my @order = sort {
$Costs[$a]+$Trims[$a]*$Costs[$b] <=> $Costs[$b]+$Trims[$b]*$Costs[
+$a]
} 0..$#Costs;
I'm pretty sure that this is the optimal solution, but I'm too lazy to write down the complete mathematical proof.
The basic idea is that the terms represent the general cost difference of swapping the first and the second filter¹!
So by sorting you get a solution which can't be improved by a pairwise swapping and any permutation can be represented by a sequence of pairwise swaps.
¹) see restructured formula for c in Re^2: Evolving a faster filter? (combinatorics) and you will notice that these are the first elements and the rest is fix.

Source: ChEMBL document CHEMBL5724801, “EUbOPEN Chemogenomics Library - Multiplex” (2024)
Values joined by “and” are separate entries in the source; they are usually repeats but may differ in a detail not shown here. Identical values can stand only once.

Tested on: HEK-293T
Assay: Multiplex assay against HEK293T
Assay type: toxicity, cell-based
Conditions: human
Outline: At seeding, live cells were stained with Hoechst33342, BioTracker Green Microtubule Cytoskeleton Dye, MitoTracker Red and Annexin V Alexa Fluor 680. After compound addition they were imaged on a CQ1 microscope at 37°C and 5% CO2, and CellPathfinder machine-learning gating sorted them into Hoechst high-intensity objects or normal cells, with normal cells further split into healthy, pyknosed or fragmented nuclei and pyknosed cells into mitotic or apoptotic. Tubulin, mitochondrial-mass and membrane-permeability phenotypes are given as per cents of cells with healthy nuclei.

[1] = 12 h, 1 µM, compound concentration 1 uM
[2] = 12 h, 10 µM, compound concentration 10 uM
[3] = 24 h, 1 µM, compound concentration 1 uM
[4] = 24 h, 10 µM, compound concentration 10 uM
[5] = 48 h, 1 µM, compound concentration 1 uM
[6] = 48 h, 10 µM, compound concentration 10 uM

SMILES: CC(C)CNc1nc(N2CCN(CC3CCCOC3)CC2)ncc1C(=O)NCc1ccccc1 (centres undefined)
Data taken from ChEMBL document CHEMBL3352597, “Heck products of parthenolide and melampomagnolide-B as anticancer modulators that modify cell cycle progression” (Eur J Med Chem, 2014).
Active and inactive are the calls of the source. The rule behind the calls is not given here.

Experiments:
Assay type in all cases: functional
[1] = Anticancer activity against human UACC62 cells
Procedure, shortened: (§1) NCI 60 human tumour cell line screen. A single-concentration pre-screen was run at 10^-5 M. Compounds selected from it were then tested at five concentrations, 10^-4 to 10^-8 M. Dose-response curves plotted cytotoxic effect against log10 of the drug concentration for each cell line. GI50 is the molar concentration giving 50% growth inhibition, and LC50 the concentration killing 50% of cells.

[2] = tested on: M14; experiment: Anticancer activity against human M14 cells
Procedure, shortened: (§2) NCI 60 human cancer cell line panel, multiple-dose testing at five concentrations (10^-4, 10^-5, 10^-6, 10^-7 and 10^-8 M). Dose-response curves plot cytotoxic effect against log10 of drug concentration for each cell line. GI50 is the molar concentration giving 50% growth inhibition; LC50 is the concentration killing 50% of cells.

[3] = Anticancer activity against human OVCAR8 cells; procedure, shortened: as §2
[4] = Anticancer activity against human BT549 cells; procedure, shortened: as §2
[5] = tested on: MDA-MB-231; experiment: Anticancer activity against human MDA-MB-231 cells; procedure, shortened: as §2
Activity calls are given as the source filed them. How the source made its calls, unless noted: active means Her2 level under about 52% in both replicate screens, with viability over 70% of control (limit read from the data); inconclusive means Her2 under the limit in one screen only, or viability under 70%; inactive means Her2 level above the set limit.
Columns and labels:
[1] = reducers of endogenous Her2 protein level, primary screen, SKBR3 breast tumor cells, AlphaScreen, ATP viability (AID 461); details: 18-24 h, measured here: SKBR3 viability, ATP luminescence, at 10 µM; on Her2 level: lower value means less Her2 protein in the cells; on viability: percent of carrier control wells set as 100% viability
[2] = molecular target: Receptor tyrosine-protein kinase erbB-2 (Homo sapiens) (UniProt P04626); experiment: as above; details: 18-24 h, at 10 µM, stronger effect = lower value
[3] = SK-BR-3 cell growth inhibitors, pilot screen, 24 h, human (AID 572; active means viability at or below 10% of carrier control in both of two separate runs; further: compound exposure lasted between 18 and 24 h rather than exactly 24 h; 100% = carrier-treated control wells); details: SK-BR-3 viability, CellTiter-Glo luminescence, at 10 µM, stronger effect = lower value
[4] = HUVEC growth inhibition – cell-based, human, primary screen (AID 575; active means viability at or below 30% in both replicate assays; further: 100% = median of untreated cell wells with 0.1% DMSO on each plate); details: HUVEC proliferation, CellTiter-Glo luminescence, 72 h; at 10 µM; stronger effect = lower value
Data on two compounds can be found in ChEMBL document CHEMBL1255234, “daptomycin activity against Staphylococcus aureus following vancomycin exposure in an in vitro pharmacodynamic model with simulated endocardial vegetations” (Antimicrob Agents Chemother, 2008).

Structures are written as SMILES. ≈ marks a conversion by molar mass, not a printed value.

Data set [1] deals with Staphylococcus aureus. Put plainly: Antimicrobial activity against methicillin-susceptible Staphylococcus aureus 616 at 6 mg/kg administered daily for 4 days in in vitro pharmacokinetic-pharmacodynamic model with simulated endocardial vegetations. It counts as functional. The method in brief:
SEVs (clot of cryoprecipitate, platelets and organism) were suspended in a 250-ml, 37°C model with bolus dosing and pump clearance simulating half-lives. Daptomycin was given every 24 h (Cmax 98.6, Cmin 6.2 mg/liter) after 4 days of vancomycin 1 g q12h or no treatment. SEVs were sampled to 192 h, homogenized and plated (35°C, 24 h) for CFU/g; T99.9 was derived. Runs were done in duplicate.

UPDATE:
basic transformations lead to a simpler solution:
my @order = sort {
$Costs[$a]/(1-$Trims[$a]) <=> $Costs[$b]/(1-$Trims[$b])
} 0..$#Costs;
which can be precalculated to save calculation time
my @order = sort {
$weight[$a] <=> $weight[$b]
} 0..$#Costs;
(the edge case of a division by zero must be handled as practically infinity) |